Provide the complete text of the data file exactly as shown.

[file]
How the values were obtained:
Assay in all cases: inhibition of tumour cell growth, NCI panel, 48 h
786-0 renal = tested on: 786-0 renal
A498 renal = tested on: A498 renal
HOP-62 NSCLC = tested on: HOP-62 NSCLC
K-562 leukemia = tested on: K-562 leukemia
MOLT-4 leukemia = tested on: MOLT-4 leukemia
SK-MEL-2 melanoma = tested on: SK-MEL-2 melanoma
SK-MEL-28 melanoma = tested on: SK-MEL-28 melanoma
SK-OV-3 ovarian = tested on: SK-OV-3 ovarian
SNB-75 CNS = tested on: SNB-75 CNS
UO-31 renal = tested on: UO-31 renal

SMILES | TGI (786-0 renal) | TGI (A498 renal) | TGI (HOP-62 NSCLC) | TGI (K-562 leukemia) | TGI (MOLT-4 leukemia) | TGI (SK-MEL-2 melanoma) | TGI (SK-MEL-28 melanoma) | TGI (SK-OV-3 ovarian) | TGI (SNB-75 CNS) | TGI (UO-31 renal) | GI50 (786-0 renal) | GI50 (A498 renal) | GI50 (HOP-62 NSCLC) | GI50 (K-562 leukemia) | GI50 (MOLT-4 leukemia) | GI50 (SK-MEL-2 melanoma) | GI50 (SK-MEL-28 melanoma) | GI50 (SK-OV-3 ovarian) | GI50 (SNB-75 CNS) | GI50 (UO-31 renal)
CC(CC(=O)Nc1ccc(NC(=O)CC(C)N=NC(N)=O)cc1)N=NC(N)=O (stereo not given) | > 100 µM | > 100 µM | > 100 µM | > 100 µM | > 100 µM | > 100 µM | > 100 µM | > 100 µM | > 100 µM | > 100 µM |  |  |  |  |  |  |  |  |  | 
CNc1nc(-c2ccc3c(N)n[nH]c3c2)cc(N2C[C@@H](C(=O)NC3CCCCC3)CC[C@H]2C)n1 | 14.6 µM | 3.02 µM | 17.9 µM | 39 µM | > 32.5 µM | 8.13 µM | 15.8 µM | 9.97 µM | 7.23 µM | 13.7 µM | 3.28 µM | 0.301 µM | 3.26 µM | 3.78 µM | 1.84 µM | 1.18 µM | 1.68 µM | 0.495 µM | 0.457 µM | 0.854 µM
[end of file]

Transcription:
How the values were obtained:
Assay in all cases: inhibition of tumour cell growth, NCI panel, 48 h
786-0 renal = tested on: 786-0 renal
A498 renal = tested on: A498 renal
HOP-62 NSCLC = tested on: HOP-62 NSCLC
K-562 leukemia = tested on: K-562 leukemia
MOLT-4 leukemia = tested on: MOLT-4 leukemia
SK-MEL-2 melanoma = tested on: SK-MEL-2 melanoma
SK-MEL-28 melanoma = tested on: SK-MEL-28 melanoma
SK-OV-3 ovarian = tested on: SK-OV-3 ovarian
SNB-75 CNS = tested on: SNB-75 CNS
UO-31 renal = tested on: UO-31 renal

SMILES | TGI (786-0 renal) | TGI (A498 renal) | TGI (HOP-62 NSCLC) | TGI (K-562 leukemia) | TGI (MOLT-4 leukemia) | TGI (SK-MEL-2 melanoma) | TGI (SK-MEL-28 melanoma) | TGI (SK-OV-3 ovarian) | TGI (SNB-75 CNS) | TGI (UO-31 renal) | GI50 (786-0 renal) | GI50 (A498 renal) | GI50 (HOP-62 NSCLC) | GI50 (K-562 leukemia) | GI50 (MOLT-4 leukemia) | GI50 (SK-MEL-2 melanoma) | GI50 (SK-MEL-28 melanoma) | GI50 (SK-OV-3 ovarian) | GI50 (SNB-75 CNS) | GI50 (UO-31 renal)
CC(CC(=O)Nc1ccc(NC(=O)CC(C)N=NC(N)=O)cc1)N=NC(N)=O (stereo not given) | > 100 µM | > 100 µM | > 100 µM | > 100 µM | > 100 µM | > 100 µM | > 100 µM | > 100 µM | > 100 µM | > 100 µM |  |  |  |  |  |  |  |  |  | 
CNc1nc(-c2ccc3c(N)n[nH]c3c2)cc(N2C[C@@H](C(=O)NC3CCCCC3)CC[C@H]2C)n1 | 14.6 µM | 3.02 µM | 17.9 µM | 39 µM | > 32.5 µM | 8.13 µM | 15.8 µM | 9.97 µM | 7.23 µM | 13.7 µM | 3.28 µM | 0.301 µM | 3.26 µM | 3.78 µM | 1.84 µM | 1.18 µM | 1.68 µM | 0.495 µM | 0.457 µM | 0.854 µM